We appreciate that Newsday covers various aspects of the life of the Catholic Church, but it should do so with more balance and less emphasis on feeding the not-so-hidden antagonism that exists in some quarters. What's at issue is how the article, "A strain on Sundays -- and every day" [News, July 28], focuses on a "priest shortage" and, in so doing, attempts to communicate three falsehoods: 1) a systemic problem threatens the Catholic Church; 2) church hierarchy is out of touch with reality, and 3) the only solution is for the church to change its beliefs, doctrines or principles.
Bishop William Murphy has said many times that we can always use more priests to carry the Gospel message. He takes issue with the specific word "shortage." According to the bishop, "The word 'shortage' connotes a crisis and places a cloud over living our lives as Christ's church. It implies our life as a church is being threatened by statistics. It is a misnomer because it distracts us from seeing the pastoral challenges in their full and accurate light."
The article included points taken out of context to support its misstatements. Interestingly, Newsday failed to include the following paragraph, which was in the same letter: "The latest statistics . . . indicate that we have a slight increase in the number of active priests serving in our parishes, hospitals, schools and other apostolic works. May this continue to be so. We have men studying for the priesthood in Douglaston, Dunwoodie, St. John XXIII in Weston, Mass., and the North American College in Rome. While we always can use more men, the ones we have are fine candidates."
Even if I decline to comment for an article that starts with false premises, Newsday should consider balancing its reporting, on its own, so that it reflects greater accuracy.
Editor's note: The writer is communications director for the Diocese of Rockville Centre.
Get a ticket, then buy sweatpants
I was a victim of a red-light camera violation at the intersection of Mineola Boulevard and Jericho Turnpike in Mineola ["Red-light cameras cite 'innocuous' acts," Letters, Aug. 1].
After viewing the video of my supposed violation, my family and I couldn't properly discern whether I had made a full stop. I assume that was the reason behind the summons; no specific charge was mentioned.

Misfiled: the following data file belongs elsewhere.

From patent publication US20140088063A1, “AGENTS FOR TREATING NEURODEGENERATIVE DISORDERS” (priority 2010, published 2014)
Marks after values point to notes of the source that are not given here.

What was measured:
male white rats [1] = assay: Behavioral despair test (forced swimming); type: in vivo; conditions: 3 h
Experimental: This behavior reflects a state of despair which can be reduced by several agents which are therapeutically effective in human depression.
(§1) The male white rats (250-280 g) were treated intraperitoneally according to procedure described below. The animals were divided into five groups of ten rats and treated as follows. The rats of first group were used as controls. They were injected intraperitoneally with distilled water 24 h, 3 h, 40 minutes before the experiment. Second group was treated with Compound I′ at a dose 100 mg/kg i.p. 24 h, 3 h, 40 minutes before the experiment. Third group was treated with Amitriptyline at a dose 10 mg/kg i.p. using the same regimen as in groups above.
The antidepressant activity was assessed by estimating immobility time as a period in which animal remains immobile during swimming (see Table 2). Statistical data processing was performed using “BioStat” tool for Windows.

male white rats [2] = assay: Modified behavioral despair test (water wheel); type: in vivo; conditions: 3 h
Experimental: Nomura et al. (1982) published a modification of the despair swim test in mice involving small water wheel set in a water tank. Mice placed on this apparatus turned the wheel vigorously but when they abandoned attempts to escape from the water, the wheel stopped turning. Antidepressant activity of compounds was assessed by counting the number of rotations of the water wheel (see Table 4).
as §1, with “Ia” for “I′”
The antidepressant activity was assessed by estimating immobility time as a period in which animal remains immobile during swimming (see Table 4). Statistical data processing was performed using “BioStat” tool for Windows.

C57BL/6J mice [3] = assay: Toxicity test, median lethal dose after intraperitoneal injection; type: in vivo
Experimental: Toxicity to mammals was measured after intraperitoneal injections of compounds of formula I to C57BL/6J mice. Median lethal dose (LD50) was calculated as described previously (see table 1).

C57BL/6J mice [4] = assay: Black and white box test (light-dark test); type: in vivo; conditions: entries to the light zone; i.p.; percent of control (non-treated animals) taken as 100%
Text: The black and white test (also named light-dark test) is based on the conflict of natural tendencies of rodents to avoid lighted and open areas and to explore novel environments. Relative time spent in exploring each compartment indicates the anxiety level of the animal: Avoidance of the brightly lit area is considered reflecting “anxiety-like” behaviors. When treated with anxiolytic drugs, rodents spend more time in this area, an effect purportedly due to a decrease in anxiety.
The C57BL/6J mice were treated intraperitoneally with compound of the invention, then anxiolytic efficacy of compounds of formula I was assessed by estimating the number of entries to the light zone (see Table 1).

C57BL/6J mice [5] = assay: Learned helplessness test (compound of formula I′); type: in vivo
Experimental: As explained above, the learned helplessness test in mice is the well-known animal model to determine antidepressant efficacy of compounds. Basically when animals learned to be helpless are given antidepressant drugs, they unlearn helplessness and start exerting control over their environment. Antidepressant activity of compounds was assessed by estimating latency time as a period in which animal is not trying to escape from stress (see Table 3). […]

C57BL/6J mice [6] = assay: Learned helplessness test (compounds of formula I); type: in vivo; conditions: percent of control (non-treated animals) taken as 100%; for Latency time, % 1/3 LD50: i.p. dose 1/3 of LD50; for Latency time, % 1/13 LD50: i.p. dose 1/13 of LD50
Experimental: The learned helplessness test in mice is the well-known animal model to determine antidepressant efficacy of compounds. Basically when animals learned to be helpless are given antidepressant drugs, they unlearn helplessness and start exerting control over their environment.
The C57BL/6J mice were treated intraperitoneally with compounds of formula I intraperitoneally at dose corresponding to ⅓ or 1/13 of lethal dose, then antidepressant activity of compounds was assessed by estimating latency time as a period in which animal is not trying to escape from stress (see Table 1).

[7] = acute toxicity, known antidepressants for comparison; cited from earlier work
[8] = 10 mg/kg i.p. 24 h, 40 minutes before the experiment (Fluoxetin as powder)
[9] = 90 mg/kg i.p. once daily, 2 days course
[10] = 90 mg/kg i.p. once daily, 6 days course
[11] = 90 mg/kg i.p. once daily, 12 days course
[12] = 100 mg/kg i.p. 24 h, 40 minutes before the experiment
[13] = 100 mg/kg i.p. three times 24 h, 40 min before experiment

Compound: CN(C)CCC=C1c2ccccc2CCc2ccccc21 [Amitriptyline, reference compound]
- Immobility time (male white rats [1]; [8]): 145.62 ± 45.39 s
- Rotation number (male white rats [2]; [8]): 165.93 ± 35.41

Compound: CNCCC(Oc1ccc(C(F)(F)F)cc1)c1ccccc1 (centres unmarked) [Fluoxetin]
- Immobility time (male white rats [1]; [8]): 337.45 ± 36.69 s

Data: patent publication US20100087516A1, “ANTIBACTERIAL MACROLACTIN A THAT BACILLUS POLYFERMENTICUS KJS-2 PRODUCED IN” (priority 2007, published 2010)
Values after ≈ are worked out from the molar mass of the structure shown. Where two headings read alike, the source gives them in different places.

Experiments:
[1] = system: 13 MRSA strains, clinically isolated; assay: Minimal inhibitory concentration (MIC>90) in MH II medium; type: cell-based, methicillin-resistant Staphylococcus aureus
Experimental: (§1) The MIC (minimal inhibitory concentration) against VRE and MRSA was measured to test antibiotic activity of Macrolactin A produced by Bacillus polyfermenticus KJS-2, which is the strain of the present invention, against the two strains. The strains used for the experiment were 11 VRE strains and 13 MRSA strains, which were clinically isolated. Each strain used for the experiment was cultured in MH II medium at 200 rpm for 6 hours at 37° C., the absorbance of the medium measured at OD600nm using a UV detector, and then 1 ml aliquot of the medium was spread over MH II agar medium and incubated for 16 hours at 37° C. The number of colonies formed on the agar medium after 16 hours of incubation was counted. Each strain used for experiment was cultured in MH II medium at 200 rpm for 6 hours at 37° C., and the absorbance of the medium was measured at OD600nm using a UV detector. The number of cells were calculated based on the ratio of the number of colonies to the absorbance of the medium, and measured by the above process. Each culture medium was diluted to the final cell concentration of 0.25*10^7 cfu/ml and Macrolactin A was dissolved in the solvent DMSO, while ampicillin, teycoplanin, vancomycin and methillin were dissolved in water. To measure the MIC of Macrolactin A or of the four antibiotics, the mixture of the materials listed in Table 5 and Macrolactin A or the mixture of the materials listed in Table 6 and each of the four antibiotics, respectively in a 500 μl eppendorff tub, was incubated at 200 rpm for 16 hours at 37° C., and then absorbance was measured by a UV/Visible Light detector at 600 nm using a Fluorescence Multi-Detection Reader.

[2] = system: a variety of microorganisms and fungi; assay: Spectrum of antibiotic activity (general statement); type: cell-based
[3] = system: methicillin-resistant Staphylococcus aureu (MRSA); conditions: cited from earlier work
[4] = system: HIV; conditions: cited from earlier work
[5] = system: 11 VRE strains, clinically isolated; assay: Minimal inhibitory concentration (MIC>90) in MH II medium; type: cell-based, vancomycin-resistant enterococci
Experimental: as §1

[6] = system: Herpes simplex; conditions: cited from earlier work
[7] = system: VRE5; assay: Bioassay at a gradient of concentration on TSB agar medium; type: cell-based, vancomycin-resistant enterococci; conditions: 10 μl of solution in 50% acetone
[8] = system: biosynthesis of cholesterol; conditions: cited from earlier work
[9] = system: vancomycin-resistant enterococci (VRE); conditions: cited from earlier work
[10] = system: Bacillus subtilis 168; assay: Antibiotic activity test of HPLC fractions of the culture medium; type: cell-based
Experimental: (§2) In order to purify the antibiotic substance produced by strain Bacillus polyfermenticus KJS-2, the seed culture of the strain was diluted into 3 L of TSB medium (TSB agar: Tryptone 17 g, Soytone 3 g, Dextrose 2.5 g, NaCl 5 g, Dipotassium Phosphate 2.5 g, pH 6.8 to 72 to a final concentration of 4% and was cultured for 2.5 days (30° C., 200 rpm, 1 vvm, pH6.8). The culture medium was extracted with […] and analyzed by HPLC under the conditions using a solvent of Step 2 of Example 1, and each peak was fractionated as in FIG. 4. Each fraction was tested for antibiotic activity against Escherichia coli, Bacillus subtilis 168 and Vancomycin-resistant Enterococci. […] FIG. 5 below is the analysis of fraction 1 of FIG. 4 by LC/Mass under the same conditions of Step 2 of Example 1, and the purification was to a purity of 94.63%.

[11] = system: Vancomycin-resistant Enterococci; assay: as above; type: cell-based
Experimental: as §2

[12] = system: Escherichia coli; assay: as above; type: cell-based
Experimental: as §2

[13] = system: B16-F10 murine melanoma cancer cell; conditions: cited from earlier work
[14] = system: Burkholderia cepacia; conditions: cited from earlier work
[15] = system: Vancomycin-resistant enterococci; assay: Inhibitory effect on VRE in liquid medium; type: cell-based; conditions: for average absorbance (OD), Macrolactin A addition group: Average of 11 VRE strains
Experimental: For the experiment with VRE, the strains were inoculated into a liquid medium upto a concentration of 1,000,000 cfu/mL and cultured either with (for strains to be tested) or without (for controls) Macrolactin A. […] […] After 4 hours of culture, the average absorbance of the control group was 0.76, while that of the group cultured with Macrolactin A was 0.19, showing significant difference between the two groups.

I showed up for my hearing and was denied entry because I was wearing shorts. The guard advised that I could go a few blocks in Hempstead and purchase a pair of sweatpants. He said that after court, I could return the pants, and he admitted that he had advised many others before me to do the same.
Well, I just walked to the payment counter and paid the $80. I was not going home to change, nor going to the store to buy pants.
I have since spoken to many others who were turned away from court for the same reason, so this is not just folly. It is another flying finger by Nassau County aimed at the driving public to swell its coffers at the expense of citizens.
Rezone land for senior housing
Even though a compromise has been reached between developer Engel Burman Group and the Town of Huntington, those opposed to the proposed community at the Oak Tree Dairy continue to speak up ["Controversy in Elwood illustrates housing needs," Editorial, Aug. 1].
As a senior interested in living in this community, I cannot allow the tyranny of the minority to influence the future of Huntington. The very people who continue to rally their small group to speak loudly against the Seasons at Elwood were a party to the negotiations that led to a compromise.
Now they appear to be reneging and want to continue with their lunacy. It's time for the town board to vote for a change of zoning for the project, and help alleviate the lack of senior housing in Huntington.
David Rosen, Dix Hills
A recent analysis by Newsday showed that Suffolk County's 65-and-over population increased 10.8 percent between 2010 and 2013. Twenty-eight percent of Huntington is over 55, and only 3.8 percent of its housing is designated for seniors. Engel Burman has been reasonable, realistic and sensible in answering community concerns. It's time the naysayers accept the idea that there is a desperate need for senior housing in Elwood, whether it's in their backyard or not!
Stuart Zimmer, Elwood
Protesting killings in Palestine
In a letter under the headline "More support for Israel from media" [Aug. 1], a reader complained that a demonstration in support of Israel at the United Nations was not covered by Newsday. I have a similar complaint.
There was a protest march on July 25 that started at Times Square and ended one block shy of the Israeli embassy. There was no mention of this peaceful demonstration, which was held to protest the killing of so many innocent people in Palestine. I do not want to see death on either side.
The people in Palestine have not been treated fairly and are trying to survive. Their land and their freedom have been, and continue to be, taken from them. This is not about any particular religion; this is about humanity. It is not necessary for all these people to die.
Other countries are objecting to these killings. I don't understand why my own country continues to give tax dollars to Israel under these circumstances.
Joyce Mongitore, Massapequa